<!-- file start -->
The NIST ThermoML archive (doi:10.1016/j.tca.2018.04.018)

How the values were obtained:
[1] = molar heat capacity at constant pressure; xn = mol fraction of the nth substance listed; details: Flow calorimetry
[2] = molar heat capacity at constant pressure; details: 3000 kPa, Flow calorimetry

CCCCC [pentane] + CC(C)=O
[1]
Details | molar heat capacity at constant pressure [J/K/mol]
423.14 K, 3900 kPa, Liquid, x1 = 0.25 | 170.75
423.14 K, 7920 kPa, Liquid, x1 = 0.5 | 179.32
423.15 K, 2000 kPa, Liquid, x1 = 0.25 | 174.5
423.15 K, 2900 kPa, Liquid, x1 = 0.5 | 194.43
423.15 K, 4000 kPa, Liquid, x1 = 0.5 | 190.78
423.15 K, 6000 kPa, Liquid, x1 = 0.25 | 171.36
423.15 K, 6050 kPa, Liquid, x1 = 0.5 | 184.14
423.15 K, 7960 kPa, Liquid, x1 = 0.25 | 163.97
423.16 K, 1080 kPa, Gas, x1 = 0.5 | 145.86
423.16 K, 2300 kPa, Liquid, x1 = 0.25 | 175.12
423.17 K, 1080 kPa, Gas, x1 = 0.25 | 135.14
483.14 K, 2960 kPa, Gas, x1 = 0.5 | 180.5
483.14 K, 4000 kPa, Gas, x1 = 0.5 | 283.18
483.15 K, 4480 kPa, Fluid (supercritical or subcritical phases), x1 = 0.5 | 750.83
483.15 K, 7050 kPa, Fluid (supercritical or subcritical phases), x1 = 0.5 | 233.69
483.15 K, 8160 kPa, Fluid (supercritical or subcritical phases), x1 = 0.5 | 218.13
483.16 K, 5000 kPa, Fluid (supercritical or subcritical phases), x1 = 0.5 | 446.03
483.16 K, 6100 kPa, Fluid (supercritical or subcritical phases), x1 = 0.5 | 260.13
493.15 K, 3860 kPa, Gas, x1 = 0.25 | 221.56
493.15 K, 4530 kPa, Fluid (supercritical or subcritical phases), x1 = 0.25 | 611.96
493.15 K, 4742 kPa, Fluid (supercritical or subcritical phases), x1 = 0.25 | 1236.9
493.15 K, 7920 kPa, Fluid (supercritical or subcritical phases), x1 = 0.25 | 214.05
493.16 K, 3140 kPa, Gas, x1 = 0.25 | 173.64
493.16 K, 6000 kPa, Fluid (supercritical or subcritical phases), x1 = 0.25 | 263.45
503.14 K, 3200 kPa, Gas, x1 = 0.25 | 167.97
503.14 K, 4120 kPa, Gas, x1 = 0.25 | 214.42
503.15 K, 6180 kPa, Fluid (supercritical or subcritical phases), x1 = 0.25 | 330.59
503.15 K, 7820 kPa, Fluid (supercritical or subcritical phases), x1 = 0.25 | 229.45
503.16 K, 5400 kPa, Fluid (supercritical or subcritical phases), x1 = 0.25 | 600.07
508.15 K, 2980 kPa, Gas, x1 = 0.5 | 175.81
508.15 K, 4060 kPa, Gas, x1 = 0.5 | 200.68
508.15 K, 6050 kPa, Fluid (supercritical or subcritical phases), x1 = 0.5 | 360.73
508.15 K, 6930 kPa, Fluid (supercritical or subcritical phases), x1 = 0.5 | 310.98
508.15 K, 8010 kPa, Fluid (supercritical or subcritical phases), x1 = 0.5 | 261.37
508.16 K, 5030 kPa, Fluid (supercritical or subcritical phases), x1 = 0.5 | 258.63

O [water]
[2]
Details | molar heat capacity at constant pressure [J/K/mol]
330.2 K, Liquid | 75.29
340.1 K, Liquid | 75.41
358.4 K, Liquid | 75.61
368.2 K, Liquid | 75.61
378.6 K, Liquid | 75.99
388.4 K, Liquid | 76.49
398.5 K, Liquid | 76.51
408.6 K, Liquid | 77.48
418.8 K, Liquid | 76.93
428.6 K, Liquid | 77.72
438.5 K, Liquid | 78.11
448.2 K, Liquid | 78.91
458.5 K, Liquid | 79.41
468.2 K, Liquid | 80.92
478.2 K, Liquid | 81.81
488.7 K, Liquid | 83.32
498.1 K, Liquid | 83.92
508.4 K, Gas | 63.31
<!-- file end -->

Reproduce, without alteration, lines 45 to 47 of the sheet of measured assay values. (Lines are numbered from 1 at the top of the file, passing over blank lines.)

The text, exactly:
Details | molar heat capacity at constant pressure [J/K/mol]
330.2 K, Liquid | 75.29
340.1 K, Liquid | 75.41